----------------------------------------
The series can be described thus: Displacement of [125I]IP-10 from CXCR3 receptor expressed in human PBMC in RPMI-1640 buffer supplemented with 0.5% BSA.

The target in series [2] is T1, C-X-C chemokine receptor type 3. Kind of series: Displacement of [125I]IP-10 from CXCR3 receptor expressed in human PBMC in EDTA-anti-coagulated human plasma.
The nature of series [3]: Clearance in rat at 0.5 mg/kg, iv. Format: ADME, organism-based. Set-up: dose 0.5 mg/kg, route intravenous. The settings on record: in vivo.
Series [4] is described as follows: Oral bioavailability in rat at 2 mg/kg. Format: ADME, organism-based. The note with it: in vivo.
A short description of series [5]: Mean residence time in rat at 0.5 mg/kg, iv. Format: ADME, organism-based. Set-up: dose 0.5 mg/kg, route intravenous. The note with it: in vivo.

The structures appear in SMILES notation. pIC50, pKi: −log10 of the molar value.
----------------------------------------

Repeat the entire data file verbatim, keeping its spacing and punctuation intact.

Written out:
The series can be described thus: Displacement of [125I]IP-10 from CXCR3 receptor expressed in human PBMC in RPMI-1640 buffer supplemented with 0.5% BSA.

The target in series [2] is T1, C-X-C chemokine receptor type 3. Kind of series: Displacement of [125I]IP-10 from CXCR3 receptor expressed in human PBMC in EDTA-anti-coagulated human plasma.
The nature of series [3]: Clearance in rat at 0.5 mg/kg, iv. Format: ADME, organism-based. Set-up: dose 0.5 mg/kg, route intravenous. The settings on record: in vivo.
Series [4] is described as follows: Oral bioavailability in rat at 2 mg/kg. Format: ADME, organism-based. The note with it: in vivo.
A short description of series [5]: Mean residence time in rat at 0.5 mg/kg, iv. Format: ADME, organism-based. Set-up: dose 0.5 mg/kg, route intravenous. The note with it: in vivo.

The structures appear in SMILES notation. pIC50, pKi: −log10 of the molar value.